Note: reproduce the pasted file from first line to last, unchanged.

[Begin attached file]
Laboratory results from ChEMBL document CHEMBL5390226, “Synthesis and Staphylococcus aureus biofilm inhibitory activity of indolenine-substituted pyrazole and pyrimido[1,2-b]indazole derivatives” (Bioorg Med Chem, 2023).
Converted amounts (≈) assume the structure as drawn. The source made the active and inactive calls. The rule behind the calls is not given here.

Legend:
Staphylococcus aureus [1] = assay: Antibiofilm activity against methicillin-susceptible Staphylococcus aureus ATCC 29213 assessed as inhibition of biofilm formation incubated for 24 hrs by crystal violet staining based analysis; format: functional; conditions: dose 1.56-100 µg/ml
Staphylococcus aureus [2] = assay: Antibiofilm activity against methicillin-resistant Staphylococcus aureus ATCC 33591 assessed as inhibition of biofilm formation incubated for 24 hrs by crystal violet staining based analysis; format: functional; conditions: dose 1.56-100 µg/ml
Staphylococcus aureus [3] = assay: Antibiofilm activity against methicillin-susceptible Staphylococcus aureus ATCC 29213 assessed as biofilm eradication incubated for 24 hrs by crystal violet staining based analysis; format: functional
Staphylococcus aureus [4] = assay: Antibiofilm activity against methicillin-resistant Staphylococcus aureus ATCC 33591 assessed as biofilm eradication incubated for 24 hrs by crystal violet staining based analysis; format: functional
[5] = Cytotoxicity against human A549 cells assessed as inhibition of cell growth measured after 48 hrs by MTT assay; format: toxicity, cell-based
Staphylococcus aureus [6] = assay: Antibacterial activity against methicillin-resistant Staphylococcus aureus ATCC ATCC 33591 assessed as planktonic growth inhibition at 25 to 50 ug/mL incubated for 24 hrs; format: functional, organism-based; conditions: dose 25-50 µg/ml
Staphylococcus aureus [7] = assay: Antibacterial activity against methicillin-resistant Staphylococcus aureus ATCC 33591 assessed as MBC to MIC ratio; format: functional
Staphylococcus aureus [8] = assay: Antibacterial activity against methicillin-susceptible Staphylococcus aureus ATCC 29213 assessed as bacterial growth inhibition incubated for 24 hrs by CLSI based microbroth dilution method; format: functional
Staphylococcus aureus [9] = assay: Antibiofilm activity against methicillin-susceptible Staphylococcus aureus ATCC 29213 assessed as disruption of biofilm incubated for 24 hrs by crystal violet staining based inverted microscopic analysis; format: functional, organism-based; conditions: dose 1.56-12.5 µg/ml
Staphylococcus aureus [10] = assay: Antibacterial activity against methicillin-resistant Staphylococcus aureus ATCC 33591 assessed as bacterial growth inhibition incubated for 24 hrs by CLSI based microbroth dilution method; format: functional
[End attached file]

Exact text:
Laboratory results from ChEMBL document CHEMBL5390226, “Synthesis and Staphylococcus aureus biofilm inhibitory activity of indolenine-substituted pyrazole and pyrimido[1,2-b]indazole derivatives” (Bioorg Med Chem, 2023).
Converted amounts (≈) assume the structure as drawn. The source made the active and inactive calls. The rule behind the calls is not given here.

Legend:
Staphylococcus aureus [1] = assay: Antibiofilm activity against methicillin-susceptible Staphylococcus aureus ATCC 29213 assessed as inhibition of biofilm formation incubated for 24 hrs by crystal violet staining based analysis; format: functional; conditions: dose 1.56-100 µg/ml
Staphylococcus aureus [2] = assay: Antibiofilm activity against methicillin-resistant Staphylococcus aureus ATCC 33591 assessed as inhibition of biofilm formation incubated for 24 hrs by crystal violet staining based analysis; format: functional; conditions: dose 1.56-100 µg/ml
Staphylococcus aureus [3] = assay: Antibiofilm activity against methicillin-susceptible Staphylococcus aureus ATCC 29213 assessed as biofilm eradication incubated for 24 hrs by crystal violet staining based analysis; format: functional
Staphylococcus aureus [4] = assay: Antibiofilm activity against methicillin-resistant Staphylococcus aureus ATCC 33591 assessed as biofilm eradication incubated for 24 hrs by crystal violet staining based analysis; format: functional
[5] = Cytotoxicity against human A549 cells assessed as inhibition of cell growth measured after 48 hrs by MTT assay; format: toxicity, cell-based
Staphylococcus aureus [6] = assay: Antibacterial activity against methicillin-resistant Staphylococcus aureus ATCC ATCC 33591 assessed as planktonic growth inhibition at 25 to 50 ug/mL incubated for 24 hrs; format: functional, organism-based; conditions: dose 25-50 µg/ml
Staphylococcus aureus [7] = assay: Antibacterial activity against methicillin-resistant Staphylococcus aureus ATCC 33591 assessed as MBC to MIC ratio; format: functional
Staphylococcus aureus [8] = assay: Antibacterial activity against methicillin-susceptible Staphylococcus aureus ATCC 29213 assessed as bacterial growth inhibition incubated for 24 hrs by CLSI based microbroth dilution method; format: functional
Staphylococcus aureus [9] = assay: Antibiofilm activity against methicillin-susceptible Staphylococcus aureus ATCC 29213 assessed as disruption of biofilm incubated for 24 hrs by crystal violet staining based inverted microscopic analysis; format: functional, organism-based; conditions: dose 1.56-12.5 µg/ml
Staphylococcus aureus [10] = assay: Antibacterial activity against methicillin-resistant Staphylococcus aureus ATCC 33591 assessed as bacterial growth inhibition incubated for 24 hrs by CLSI based microbroth dilution method; format: functional